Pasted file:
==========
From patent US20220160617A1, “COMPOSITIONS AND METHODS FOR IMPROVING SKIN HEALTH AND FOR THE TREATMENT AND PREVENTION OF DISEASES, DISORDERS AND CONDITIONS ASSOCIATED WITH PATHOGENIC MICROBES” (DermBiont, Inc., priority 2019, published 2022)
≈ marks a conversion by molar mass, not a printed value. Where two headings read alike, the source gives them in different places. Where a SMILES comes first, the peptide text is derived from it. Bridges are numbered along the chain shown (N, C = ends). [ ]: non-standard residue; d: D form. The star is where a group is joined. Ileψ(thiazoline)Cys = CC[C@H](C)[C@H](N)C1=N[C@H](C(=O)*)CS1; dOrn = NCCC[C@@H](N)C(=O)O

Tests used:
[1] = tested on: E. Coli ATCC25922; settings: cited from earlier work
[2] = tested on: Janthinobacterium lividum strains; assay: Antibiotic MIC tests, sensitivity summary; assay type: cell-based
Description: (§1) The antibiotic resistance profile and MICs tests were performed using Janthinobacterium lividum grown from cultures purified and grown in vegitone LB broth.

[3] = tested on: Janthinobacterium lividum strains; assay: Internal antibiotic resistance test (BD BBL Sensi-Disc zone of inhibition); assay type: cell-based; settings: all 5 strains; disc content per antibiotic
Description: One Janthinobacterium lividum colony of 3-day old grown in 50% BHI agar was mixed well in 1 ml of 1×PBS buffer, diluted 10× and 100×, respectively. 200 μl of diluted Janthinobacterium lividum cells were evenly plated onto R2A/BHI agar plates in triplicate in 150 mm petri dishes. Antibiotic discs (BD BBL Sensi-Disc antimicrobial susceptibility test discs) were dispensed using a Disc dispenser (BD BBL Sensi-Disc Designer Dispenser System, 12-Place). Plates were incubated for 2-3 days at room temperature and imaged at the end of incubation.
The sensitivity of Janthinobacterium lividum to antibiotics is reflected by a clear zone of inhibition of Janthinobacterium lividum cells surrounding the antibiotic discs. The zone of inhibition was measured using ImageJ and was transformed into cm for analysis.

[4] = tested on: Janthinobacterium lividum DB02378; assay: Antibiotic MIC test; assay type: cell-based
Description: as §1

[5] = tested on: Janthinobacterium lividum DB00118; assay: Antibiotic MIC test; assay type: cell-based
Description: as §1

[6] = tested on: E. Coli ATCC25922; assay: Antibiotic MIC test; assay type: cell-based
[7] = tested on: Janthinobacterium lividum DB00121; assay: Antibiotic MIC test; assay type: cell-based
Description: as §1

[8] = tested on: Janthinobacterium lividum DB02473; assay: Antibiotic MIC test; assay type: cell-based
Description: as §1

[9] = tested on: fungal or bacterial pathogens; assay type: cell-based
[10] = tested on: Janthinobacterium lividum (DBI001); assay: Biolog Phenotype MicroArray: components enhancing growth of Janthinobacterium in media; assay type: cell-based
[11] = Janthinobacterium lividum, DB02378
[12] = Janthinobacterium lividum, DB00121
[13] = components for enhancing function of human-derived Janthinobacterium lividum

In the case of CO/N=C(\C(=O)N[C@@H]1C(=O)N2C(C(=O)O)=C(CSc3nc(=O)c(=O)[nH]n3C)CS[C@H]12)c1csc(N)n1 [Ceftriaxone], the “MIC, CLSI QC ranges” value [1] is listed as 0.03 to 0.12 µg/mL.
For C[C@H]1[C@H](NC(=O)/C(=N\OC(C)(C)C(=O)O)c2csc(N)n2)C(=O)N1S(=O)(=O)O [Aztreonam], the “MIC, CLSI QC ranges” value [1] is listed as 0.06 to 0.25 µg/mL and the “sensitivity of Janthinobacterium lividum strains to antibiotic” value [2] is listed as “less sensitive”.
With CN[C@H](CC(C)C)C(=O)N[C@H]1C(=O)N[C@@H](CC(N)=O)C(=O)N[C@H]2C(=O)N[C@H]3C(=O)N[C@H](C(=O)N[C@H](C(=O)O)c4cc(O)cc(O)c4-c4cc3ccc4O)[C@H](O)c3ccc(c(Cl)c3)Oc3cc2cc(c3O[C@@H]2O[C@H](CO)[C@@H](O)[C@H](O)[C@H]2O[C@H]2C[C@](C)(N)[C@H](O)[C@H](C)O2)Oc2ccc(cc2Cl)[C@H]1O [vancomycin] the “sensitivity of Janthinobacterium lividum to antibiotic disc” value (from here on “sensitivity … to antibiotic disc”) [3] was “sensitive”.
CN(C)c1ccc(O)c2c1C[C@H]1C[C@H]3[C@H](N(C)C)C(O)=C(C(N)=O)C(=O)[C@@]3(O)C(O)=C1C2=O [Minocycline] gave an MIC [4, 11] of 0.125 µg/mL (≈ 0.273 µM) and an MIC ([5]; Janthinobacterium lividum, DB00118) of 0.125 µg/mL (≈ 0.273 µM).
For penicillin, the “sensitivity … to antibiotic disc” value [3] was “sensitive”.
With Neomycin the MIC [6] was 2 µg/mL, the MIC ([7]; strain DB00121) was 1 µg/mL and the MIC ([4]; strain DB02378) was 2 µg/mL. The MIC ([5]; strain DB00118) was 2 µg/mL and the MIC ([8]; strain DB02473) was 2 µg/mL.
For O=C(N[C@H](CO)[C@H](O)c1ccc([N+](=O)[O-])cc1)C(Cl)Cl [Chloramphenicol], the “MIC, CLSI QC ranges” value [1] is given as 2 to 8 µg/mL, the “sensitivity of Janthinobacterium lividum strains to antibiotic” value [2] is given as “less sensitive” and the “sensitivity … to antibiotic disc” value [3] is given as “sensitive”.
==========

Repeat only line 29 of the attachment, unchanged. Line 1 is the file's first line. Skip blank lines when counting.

With Neomycin the MIC [6] was 2 µg/mL, the MIC ([7]; strain DB00121) was 1 µg/mL and the MIC ([4]; strain DB02378) was 2 µg/mL. The MIC ([5]; strain DB00118) was 2 µg/mL and the MIC ([8]; strain DB02473) was 2 µg/mL.